After 12-weeks of MSPrebiotic supplementation, bad bacteria levels in older adults dropped.  The older adults also reported a decrease in stool softener use, likely reflecting an improvement in perceived bowel function. 

Resistant starch supplementation boosted healthy bacteria in all participants

Compared to placebo, both older and middle-aged adults experienced a boost in healthy bacteria levels.

Resistant starch supplementation led to less stool softener use

In the older adult demographic, reflecting the enhanced perception of good bowel health.

As we would expect from prolonged exposure to a prebiotic fibre, this study demonstrated the positive influence of type 2 resistant starch on the gut microbiome.

Note: The study participants were not allowed to use a probiotic supplement to ensure the researchers could properly measure the influence of the resistant starch.

The state of the microbiome, of course, also has a significant influence on other aspects of the human body including immune function, inflammation and blood sugar control – so stay tuned for me to explored the role of MSPrebiotic’s in these areas in my future content.

For now though let’s focus on why the results of this study are so relevant, particularly for the older adult demographic.

The Microbiome Changes With Age

A diverse, balanced microbiome is considered one of the predictive factors of healthy aging.

One’s lifestyle over time, including diet and physical activity, have a big role to play in shaping the microbiome which in turn has a big role to play in shaping one’s risk for various health concerns.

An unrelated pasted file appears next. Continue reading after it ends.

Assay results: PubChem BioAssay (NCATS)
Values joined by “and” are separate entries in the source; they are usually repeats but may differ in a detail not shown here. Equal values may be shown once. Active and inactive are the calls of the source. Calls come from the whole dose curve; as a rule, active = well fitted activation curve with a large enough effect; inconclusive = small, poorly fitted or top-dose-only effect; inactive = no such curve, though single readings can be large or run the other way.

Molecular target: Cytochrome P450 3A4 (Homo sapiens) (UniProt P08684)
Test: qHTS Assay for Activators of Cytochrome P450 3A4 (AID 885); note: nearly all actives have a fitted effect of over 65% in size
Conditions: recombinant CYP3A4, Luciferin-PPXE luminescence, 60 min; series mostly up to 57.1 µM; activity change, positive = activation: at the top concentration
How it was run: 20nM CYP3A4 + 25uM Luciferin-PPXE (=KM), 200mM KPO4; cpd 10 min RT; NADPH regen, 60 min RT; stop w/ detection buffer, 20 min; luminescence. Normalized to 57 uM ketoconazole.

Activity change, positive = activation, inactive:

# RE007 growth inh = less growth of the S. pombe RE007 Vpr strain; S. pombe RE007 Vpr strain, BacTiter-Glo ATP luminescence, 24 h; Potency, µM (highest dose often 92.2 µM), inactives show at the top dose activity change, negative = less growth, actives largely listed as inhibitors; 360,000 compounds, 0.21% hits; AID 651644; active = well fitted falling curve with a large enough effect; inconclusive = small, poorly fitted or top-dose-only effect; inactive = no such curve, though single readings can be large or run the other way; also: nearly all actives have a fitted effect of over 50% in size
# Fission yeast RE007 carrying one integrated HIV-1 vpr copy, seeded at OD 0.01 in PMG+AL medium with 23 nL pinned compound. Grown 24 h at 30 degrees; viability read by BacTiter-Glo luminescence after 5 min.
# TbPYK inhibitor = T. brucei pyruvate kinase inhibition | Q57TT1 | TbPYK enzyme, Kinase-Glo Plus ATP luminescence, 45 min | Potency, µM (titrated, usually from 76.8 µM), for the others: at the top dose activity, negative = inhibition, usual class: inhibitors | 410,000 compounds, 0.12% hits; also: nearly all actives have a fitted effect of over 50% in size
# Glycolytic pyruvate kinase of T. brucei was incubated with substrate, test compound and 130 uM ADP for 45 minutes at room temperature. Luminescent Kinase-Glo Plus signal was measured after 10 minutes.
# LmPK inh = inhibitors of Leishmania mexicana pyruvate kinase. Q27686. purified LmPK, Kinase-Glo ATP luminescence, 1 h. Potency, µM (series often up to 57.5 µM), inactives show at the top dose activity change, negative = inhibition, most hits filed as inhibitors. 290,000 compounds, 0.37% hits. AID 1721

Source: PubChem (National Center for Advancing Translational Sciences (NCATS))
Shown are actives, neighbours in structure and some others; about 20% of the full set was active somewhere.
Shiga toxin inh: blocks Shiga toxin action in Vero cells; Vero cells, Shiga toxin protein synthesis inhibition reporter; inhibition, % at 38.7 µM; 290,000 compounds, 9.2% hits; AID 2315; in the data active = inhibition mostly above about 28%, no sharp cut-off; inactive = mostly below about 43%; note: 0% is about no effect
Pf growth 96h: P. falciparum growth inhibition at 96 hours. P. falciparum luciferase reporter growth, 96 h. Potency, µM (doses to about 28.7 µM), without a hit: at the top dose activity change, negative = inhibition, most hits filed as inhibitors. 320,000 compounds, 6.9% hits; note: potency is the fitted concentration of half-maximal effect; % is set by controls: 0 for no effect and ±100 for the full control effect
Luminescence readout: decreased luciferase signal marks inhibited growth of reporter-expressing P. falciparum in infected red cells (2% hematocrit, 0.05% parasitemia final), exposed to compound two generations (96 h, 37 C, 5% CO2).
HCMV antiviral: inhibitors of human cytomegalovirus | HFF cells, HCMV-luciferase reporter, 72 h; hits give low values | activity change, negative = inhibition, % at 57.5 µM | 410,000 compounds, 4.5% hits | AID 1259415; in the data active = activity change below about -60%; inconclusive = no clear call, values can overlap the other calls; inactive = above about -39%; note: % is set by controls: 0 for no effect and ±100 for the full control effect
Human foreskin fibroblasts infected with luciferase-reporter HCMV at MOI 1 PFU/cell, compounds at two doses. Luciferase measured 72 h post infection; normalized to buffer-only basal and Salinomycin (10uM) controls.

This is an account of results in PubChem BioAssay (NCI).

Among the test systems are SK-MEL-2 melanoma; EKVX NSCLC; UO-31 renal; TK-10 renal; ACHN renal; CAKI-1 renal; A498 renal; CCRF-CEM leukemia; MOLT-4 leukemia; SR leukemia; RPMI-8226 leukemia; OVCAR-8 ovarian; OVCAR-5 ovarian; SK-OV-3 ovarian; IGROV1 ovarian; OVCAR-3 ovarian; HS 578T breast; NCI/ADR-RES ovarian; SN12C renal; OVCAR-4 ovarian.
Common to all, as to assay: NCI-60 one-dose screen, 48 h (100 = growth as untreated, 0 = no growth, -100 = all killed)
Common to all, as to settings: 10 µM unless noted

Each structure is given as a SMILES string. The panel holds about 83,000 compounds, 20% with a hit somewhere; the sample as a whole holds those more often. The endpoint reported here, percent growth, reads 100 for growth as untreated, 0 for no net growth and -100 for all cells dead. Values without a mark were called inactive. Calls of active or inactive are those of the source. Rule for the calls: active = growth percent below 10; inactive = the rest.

In fact, a recently published study out of Nature Aging found that individuals aged 100+ tended to have microbiome profiles that resembled younger people in terms of their microbiome diversity and balance between good and bad bacteria.

It’s certainly not a stretch then to suggest that lifestyle choices that promote a healthy gut microbiome, including resistant starch supplementation, may have a role to play in healthy aging.

Which brings us to today’s product feature – let’s take a closer look at the MSPrebiotic product.

The MSPrebiotic – A Resistant Starch Supplement

In my eyes the easiest way to think of MSPrebiotic is as a functional fibre supplement that offers unique benefits to the gut microbiome via the prebiotic effects of resistant starch.

The product comes in the form of a flavourless powder which can be added to smoothies, oatmeal, yogurt and any other cool drinks or foods.

This is a uniquely useful product for the simple reason that many people do not access much resistant starch in their diet and thus would enjoy real benefits to their microbiome by utilizing a product like this to work with and enhance their healthy gut bacterial populations while suppressing the growth of bad bacteria.

One of the other very cool things about this supplement is that it is FODMAP friendly because resistant starch molecules are fermented very slowly and don’t cause the same GI distress that some other prebiotic fibres might.

Want To Try MSPrebiotic? Discount Code Below!

ANDYRD for 15% off until December 31st and NEW2MSP for Free Shipping on your first order (promo codes can be used together).

Click through the product image below to learn more!

Until next time

Andy De Santis RD MPH